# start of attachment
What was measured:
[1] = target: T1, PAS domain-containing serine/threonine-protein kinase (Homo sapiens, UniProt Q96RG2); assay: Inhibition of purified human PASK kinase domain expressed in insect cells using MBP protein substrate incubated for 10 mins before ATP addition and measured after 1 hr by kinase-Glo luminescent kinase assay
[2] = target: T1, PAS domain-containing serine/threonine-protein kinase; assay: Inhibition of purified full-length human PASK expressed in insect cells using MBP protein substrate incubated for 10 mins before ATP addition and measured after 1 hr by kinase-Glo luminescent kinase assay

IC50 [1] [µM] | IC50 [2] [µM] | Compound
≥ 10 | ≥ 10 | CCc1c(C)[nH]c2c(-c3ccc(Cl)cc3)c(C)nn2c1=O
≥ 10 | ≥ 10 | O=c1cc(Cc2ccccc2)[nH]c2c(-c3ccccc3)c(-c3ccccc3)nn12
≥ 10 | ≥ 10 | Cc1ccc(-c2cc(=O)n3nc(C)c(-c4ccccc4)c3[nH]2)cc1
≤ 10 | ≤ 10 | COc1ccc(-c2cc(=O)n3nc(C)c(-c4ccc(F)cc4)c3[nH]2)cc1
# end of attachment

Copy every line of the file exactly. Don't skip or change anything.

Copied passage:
What was measured:
[1] = target: T1, PAS domain-containing serine/threonine-protein kinase (Homo sapiens, UniProt Q96RG2); assay: Inhibition of purified human PASK kinase domain expressed in insect cells using MBP protein substrate incubated for 10 mins before ATP addition and measured after 1 hr by kinase-Glo luminescent kinase assay
[2] = target: T1, PAS domain-containing serine/threonine-protein kinase; assay: Inhibition of purified full-length human PASK expressed in insect cells using MBP protein substrate incubated for 10 mins before ATP addition and measured after 1 hr by kinase-Glo luminescent kinase assay

IC50 [1] [µM] | IC50 [2] [µM] | Compound
≥ 10 | ≥ 10 | CCc1c(C)[nH]c2c(-c3ccc(Cl)cc3)c(C)nn2c1=O
≥ 10 | ≥ 10 | O=c1cc(Cc2ccccc2)[nH]c2c(-c3ccccc3)c(-c3ccccc3)nn12
≥ 10 | ≥ 10 | Cc1ccc(-c2cc(=O)n3nc(C)c(-c4ccccc4)c3[nH]2)cc1
≤ 10 | ≤ 10 | COc1ccc(-c2cc(=O)n3nc(C)c(-c4ccc(F)cc4)c3[nH]2)cc1